Mum would have been so pleased if she could understand it like she did before AD, but next week we shall all go out for a family meal to celebrate she enjoy that even if she does not undertand what is happening and she make us all lol she always does .


    I did read
    It did make me :) .

    Glad to hear that I am not the only one that does that
    Thanks for shareing
     
  8. DickG

    DickG Registered User

    Feb 26, 2006
    558
    Stow-on-the-Wold
    Margarita

    Pass on my congratulations to your daughter. Concentrate on the positive events in life and celebrate your daughters success, there is always good amongst the bad. I am sure your mum will enjoy the celebration although she may not know what it is all about and your daughter will always remember that her grandmother was the to celebrate her success.

    Hugs

    Dick
     
  9. Grannie G

    Grannie G Volunteer Moderator

    Apr 3, 2006
    69,594
    Kent
    Well done to your daughter, Margarita. You must be very proud of her and she should be proud of herself.

    I didn`t think you were being hard. I thought you were having a bad day/week/month. You are entitled to.

    Love Grannie G
     
  10. jenniferpa

    jenniferpa Volunteer Moderator

    Jun 27, 2006
    39,439
    Congratulations to your daughter Margarita, and no, I don't mind if you rain on my parade! Actually, having done some research on Celexa (the anti-depressant my Mother is on), it has been used with some success to alleviate confusion in individuals with non AD dementia. So, I'll keep my fingers crossed.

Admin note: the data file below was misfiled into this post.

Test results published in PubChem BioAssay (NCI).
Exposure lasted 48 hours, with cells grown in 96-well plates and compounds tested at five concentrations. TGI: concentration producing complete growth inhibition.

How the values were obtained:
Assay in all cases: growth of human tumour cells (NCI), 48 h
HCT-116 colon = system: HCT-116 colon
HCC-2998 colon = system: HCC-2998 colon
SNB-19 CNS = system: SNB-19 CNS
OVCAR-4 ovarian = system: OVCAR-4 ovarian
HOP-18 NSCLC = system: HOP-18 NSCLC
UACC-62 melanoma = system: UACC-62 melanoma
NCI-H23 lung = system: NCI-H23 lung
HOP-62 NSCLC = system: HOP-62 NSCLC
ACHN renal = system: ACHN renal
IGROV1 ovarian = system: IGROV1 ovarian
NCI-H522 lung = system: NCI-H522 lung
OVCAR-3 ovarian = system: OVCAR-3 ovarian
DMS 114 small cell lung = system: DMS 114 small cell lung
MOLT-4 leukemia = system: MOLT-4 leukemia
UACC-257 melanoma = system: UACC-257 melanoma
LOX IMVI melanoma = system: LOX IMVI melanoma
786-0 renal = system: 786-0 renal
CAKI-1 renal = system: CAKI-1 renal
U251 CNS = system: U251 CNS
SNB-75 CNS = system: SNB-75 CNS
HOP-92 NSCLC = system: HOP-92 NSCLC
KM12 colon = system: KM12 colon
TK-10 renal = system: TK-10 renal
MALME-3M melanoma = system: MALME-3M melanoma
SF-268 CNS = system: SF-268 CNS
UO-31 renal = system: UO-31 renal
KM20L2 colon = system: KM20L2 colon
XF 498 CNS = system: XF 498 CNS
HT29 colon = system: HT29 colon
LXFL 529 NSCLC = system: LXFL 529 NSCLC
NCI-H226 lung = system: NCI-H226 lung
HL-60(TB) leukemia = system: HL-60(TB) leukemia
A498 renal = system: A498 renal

Jennifer
     
  11. jenniferpa

    jenniferpa Volunteer Moderator

    Jun 27, 2006
    39,439
    Update = 3 weeks later

    I'm adding this on in case anyone does a search in the future for the effects of anti-depressants (specifically citalopram) on VD sufferers.

    Well - I am just amazed! 3 weeks after upping the dosage she remains much more "on the ball" I still get an occasional middle of the night (for her) call saying she's upset but can't remember why, but when she's wide awake she can actually remember what has been happening and what is going to happen. The downside is that she is now aware that there is a nursing home next door, and has been trying to make me promise not to put her "in there with those loobys (her words)" All I'm commiting to is not to do so until she's at the point where she has no objections, although even these conversations have their good side in that there is actually an exchange of ideas, rather than simple repetition.

    So if you think your loved one is depressed, do consider anti-depressants. They don't work for everyone, but the benefits may be more than you would expect.

    Jennifer
     
  12. Mimi22

    Mimi22 Registered User

    Aug 29, 2006
    1
    Canada
    Hi Jennifer, I have shared a similar experience with my father who has dementia and suffered a stroke just before last xmas. His speech was extremely garbled and made no sense at all. Since that time he has been on Aricept and it is helping him with his short term memory.
    We of course have good days and bad but the good ones are the blessings we need to carry on with this awful illness. Hold on to the lovely conversations they will be the glue when you feel like falling apart.
    Mimi
     
  13. jenniferpa

    jenniferpa Volunteer Moderator

    Jun 27, 2006
    39,439
    Hi Mimi

    Welcome to TP. I see you're in Canada. I'm down in wet and dreary Pennsylvania, but my Mother is in the UK. Does your father have a diagnosis of AD as well as the stroke? I ask, because in the UK they won't prescribe Aricept unless you have an AD diagnosis (my mother, like your father, had a stroke which left her in this situation). A great pity, because although it doen't help everyone, it does help some people. I'd be willing to pay for the darn stuff, but that's not the way the NHS works.

    Jennifer